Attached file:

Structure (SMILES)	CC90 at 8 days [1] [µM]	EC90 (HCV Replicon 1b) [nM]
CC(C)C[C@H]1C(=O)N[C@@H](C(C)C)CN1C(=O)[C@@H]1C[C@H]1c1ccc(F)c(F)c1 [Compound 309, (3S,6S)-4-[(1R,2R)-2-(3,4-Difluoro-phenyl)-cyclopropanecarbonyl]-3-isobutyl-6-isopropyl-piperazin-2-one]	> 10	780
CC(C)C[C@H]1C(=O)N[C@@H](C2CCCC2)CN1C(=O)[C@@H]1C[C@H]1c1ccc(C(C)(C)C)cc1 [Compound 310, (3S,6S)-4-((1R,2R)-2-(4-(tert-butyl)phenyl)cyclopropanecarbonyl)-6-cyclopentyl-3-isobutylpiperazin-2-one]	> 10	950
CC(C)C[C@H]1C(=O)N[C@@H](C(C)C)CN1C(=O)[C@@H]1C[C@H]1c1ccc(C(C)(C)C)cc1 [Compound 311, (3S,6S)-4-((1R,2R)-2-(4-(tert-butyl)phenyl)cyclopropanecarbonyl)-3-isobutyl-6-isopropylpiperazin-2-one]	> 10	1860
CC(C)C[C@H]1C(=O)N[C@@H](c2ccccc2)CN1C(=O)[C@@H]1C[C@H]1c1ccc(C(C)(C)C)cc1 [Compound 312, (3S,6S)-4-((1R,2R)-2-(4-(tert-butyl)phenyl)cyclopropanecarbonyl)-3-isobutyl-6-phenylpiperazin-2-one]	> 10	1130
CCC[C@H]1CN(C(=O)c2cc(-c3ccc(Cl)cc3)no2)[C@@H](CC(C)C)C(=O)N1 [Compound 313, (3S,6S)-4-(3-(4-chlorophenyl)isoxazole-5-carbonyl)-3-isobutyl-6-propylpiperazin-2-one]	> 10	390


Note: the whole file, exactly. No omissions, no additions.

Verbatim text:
Structure (SMILES)	CC90 at 8 days [1] [µM]	EC90 (HCV Replicon 1b) [nM]
CC(C)C[C@H]1C(=O)N[C@@H](C(C)C)CN1C(=O)[C@@H]1C[C@H]1c1ccc(F)c(F)c1 [Compound 309, (3S,6S)-4-[(1R,2R)-2-(3,4-Difluoro-phenyl)-cyclopropanecarbonyl]-3-isobutyl-6-isopropyl-piperazin-2-one]	> 10	780
CC(C)C[C@H]1C(=O)N[C@@H](C2CCCC2)CN1C(=O)[C@@H]1C[C@H]1c1ccc(C(C)(C)C)cc1 [Compound 310, (3S,6S)-4-((1R,2R)-2-(4-(tert-butyl)phenyl)cyclopropanecarbonyl)-6-cyclopentyl-3-isobutylpiperazin-2-one]	> 10	950
CC(C)C[C@H]1C(=O)N[C@@H](C(C)C)CN1C(=O)[C@@H]1C[C@H]1c1ccc(C(C)(C)C)cc1 [Compound 311, (3S,6S)-4-((1R,2R)-2-(4-(tert-butyl)phenyl)cyclopropanecarbonyl)-3-isobutyl-6-isopropylpiperazin-2-one]	> 10	1860
CC(C)C[C@H]1C(=O)N[C@@H](c2ccccc2)CN1C(=O)[C@@H]1C[C@H]1c1ccc(C(C)(C)C)cc1 [Compound 312, (3S,6S)-4-((1R,2R)-2-(4-(tert-butyl)phenyl)cyclopropanecarbonyl)-3-isobutyl-6-phenylpiperazin-2-one]	> 10	1130
CCC[C@H]1CN(C(=O)c2cc(-c3ccc(Cl)cc3)no2)[C@@H](CC(C)C)C(=O)N1 [Compound 313, (3S,6S)-4-(3-(4-chlorophenyl)isoxazole-5-carbonyl)-3-isobutyl-6-propylpiperazin-2-one]	> 10	390